XTZ Cinema Series speaker system - impressions by a Ken Kreisel Quattro owner

RickyDeg

Well-known Member
I will let you know how i get on with them in a week or so once calibrated properly (may take longer as never used the ARC on anthem before). I totally understand it not being a fair comparison, and if it was the, KK in my opinion would probably have the edge and be that little bit better but £ for £ and more for my needs the XTZ was more suitable.

£ for £ the Cinema System I'd say is incredible value! I walked away from the demo feeling the KK Quattro system to possibly have a slight edge in some areas. Not just the performance aspects I noted but also in terms of certain aesthetic values as well. Then again there were practicalities that were better/smarter with the Cinema System so it's all relative. Overall they're both rewarding systems and I cannot imagine you being disappointed, but let us all know. Have lots of fun and make sure you set up ARC properly. Very exciting!
 

RickyDeg

Well-known Member
I'm sure the bass would be better with eq, I've never ever heard good bass without it, it's practically impossible. Also I don't think the dual tweeter surrounds are an afterthought more to do with dispersion characteristics that are intended for the surrounds

It just might be! My friend will doubtlessly run YPAO pretty soon and then I'll pop by for another demo! Low frequencies are tricky. I've heard truly mindblowing non-EQ'd bass once in a very well treated room, from a pair of fairly modest subwoofers, but in some respects I have no doubts that proper EQ could bring improvements. Personally I'm very much impressed with the DXD-12012 as it's given me the most accurate and distortion-free level of bass experience I've had in my home yet. That's not to say it couldn't be improved further with EQ (an Anti-Mode, possibly, since my Primare electronics don't cater for such things).

In terms of the lesser tweeter arragement on the S5's I really didn't notice any "limits" in terms of dispersion characteristics. Like I said in my post; imaging in terms of effects placement, panning and overall size of the sound field was awesome. On par with what I experience with Quattro’s TriFX surrounds. My comment lay elsewhere, even though the difference I noticed was quite subtle. Wouldn't mind a proper A/B comparison with just the surrounds at some point! Would be interesting!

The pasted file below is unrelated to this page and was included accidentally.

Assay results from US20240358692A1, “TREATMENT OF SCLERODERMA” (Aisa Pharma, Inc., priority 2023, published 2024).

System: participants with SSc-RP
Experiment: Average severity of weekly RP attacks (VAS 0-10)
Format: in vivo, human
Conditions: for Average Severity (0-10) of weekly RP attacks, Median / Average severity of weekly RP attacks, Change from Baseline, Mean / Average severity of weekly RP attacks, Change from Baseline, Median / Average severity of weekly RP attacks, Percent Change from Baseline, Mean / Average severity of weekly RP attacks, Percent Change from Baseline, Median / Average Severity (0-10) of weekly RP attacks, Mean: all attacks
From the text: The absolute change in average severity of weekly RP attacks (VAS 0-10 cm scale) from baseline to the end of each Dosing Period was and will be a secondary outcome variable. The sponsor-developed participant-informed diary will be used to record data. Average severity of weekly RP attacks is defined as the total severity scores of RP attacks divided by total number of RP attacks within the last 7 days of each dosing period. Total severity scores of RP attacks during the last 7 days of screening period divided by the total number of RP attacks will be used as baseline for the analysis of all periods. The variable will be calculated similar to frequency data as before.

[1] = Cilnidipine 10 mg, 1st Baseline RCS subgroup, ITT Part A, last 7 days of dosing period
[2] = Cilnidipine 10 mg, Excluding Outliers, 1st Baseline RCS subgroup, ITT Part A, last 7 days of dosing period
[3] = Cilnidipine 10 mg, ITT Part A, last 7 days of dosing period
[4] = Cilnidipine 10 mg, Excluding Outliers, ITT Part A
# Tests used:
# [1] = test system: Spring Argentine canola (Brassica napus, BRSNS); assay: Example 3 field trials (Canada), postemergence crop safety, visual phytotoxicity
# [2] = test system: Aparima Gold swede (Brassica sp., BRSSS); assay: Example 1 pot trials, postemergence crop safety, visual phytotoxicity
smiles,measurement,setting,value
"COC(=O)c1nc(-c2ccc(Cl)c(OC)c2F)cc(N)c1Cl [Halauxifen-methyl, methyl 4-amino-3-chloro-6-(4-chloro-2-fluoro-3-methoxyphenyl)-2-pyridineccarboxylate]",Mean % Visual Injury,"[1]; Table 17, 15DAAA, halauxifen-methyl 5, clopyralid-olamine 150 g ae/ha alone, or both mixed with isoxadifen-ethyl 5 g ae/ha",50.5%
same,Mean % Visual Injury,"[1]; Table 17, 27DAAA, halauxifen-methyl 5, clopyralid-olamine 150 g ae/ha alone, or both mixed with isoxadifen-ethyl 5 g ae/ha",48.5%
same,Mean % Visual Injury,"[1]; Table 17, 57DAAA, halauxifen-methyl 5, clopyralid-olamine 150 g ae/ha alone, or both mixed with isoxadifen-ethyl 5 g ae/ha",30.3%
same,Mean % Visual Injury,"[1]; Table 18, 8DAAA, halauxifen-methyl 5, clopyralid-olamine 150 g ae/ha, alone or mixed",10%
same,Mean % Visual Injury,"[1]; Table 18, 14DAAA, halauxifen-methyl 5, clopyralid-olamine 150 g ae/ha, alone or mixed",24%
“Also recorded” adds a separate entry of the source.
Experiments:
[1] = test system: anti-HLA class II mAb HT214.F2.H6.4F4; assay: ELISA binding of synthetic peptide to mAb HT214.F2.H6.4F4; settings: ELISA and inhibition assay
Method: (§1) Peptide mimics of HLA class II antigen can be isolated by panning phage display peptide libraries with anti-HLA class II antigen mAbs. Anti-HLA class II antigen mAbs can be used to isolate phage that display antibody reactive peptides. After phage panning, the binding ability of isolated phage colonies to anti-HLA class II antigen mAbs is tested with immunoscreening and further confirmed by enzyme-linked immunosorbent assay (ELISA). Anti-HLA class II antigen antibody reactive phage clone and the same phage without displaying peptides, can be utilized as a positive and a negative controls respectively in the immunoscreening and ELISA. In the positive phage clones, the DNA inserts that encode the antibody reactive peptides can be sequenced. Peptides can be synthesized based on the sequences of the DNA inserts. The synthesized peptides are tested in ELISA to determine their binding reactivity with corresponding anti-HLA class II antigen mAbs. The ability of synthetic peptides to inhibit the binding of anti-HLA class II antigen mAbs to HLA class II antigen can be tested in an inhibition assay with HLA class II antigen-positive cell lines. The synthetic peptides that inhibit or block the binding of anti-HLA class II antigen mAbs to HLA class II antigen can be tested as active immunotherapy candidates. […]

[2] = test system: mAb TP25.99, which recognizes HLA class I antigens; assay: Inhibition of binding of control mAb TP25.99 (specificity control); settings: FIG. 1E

RickyDeg

Well-known Member
...An afterthought on my part though, I wish you were here in the UK, I'd invite your formal impressions on the new XTZ Master M2's. Any interested parties in the UK who wish to partake in a private session, please don't hesitate to get in touch.

If you were referring to me (?) I wish I sometimes were in the UK too! :);):( lol

First off I may have had a chance at one point in time to actually demo the KK Quattro system, which was impossible to do in Sweden since there were/are no representatives. I bought the system blind. Turned out terrifically though, phew! I would love to partake in professional demos of the XTZ system there in the UK! I believe there are some here in Sweden though. The XTZ Master M2 sounds interesting!
 

Lesmor

Distinguished Member
Hi Ricky
Finally found it, and good to see you also got to do the write up.
As you know I am a fan of your posts, I find them honest opinions warts and all, and I knew that even though a KK owner you would tell it as it is.
Your findings are as I expected especially with the surrounds I am also surprised they only use 2 tweeters.
Well done looking forward to your next one.
 

RickyDeg

Well-known Member
Hi Ricky
Finally found it, and good to see you also got to do the write up.
As you know I am a fan of your posts, I find them honest opinions warts and all, and I knew that even though a KK owner you would tell it as it is.
Your findings are as I expected especially with the surrounds I am also surprised they only use 2 tweeters.